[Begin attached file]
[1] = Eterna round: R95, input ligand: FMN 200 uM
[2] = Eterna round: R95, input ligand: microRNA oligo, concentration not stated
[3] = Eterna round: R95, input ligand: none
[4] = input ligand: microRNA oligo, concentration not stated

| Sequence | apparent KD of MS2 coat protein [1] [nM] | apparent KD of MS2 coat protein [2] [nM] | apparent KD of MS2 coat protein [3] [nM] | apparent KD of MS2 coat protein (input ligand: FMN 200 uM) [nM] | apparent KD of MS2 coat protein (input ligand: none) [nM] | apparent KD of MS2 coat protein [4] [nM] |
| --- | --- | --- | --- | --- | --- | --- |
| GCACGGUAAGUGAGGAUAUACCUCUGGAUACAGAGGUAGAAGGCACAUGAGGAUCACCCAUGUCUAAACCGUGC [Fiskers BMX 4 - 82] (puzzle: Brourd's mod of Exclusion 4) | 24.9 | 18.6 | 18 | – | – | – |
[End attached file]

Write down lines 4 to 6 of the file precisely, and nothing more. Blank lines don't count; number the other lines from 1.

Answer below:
[4] = input ligand: microRNA oligo, concentration not stated

| Sequence | apparent KD of MS2 coat protein [1] [nM] | apparent KD of MS2 coat protein [2] [nM] | apparent KD of MS2 coat protein [3] [nM] | apparent KD of MS2 coat protein (input ligand: FMN 200 uM) [nM] | apparent KD of MS2 coat protein (input ligand: none) [nM] | apparent KD of MS2 coat protein [4] [nM] |
| --- | --- | --- | --- | --- | --- | --- |